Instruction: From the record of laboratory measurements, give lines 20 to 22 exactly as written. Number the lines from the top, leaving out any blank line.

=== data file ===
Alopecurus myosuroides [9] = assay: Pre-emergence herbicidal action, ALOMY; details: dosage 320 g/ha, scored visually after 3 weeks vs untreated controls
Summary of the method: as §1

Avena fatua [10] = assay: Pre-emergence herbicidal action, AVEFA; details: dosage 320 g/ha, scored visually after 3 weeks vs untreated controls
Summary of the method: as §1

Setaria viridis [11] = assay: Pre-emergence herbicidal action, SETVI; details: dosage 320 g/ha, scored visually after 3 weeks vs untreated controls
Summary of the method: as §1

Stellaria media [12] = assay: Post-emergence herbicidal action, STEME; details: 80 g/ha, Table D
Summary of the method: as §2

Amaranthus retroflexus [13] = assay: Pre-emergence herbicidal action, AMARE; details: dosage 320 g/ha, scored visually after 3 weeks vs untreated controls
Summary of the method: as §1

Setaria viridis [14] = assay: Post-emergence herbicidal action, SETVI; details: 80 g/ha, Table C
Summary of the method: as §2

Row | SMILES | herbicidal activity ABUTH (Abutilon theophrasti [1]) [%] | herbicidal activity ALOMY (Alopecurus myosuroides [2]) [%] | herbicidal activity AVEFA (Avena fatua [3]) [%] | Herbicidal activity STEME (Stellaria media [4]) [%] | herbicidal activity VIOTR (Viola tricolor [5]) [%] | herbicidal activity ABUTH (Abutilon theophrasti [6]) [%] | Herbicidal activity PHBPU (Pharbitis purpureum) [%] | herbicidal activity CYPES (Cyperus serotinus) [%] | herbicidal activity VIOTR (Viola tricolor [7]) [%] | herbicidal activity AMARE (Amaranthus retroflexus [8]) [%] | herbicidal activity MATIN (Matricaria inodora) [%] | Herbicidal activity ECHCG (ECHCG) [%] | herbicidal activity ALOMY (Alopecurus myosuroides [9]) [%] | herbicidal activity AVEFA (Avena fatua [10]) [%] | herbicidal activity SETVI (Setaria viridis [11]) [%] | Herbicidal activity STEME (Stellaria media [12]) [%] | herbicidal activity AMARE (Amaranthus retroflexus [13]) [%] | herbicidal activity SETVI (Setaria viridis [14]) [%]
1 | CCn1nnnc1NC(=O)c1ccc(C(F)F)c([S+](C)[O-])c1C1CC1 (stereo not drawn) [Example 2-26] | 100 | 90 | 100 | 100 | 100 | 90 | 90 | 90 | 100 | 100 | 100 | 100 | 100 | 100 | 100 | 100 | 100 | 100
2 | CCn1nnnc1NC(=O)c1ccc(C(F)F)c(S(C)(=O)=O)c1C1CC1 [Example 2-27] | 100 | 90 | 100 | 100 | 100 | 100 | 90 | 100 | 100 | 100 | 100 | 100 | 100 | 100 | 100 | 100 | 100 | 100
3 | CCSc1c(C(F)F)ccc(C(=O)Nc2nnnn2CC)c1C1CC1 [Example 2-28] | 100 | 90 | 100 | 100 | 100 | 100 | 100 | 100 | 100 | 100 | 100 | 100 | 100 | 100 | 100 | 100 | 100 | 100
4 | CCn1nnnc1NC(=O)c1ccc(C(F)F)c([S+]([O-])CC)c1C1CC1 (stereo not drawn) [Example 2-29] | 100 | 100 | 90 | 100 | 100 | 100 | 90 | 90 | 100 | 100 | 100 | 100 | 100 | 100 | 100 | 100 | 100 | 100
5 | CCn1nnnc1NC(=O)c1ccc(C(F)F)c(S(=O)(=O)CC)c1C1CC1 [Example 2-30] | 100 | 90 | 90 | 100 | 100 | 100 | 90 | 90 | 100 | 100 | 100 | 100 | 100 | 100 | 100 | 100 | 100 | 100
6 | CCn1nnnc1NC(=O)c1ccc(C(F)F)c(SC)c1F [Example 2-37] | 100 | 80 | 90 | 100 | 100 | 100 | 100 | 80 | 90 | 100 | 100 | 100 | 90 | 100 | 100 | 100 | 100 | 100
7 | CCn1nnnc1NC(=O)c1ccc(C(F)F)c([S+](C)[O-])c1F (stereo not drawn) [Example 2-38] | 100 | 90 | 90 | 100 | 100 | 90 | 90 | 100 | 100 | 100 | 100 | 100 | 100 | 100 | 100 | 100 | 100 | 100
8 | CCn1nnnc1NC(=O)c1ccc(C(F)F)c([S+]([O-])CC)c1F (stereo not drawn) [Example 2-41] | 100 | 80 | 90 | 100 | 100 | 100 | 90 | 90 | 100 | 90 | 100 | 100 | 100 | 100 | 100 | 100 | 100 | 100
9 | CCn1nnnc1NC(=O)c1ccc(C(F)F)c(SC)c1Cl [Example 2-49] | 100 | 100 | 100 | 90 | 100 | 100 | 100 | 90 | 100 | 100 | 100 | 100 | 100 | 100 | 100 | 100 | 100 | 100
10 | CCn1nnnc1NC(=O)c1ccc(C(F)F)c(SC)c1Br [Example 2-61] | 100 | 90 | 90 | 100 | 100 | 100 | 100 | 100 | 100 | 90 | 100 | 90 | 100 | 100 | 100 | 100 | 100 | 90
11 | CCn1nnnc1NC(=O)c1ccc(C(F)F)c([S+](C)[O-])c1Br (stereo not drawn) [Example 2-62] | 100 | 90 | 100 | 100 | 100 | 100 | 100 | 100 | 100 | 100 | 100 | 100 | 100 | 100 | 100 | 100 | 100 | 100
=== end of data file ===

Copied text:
7 | CCn1nnnc1NC(=O)c1ccc(C(F)F)c([S+](C)[O-])c1F (stereo not drawn) [Example 2-38] | 100 | 90 | 90 | 100 | 100 | 90 | 90 | 100 | 100 | 100 | 100 | 100 | 100 | 100 | 100 | 100 | 100 | 100
8 | CCn1nnnc1NC(=O)c1ccc(C(F)F)c([S+]([O-])CC)c1F (stereo not drawn) [Example 2-41] | 100 | 80 | 90 | 100 | 100 | 100 | 90 | 90 | 100 | 90 | 100 | 100 | 100 | 100 | 100 | 100 | 100 | 100
9 | CCn1nnnc1NC(=O)c1ccc(C(F)F)c(SC)c1Cl [Example 2-49] | 100 | 100 | 100 | 90 | 100 | 100 | 100 | 90 | 100 | 100 | 100 | 100 | 100 | 100 | 100 | 100 | 100 | 100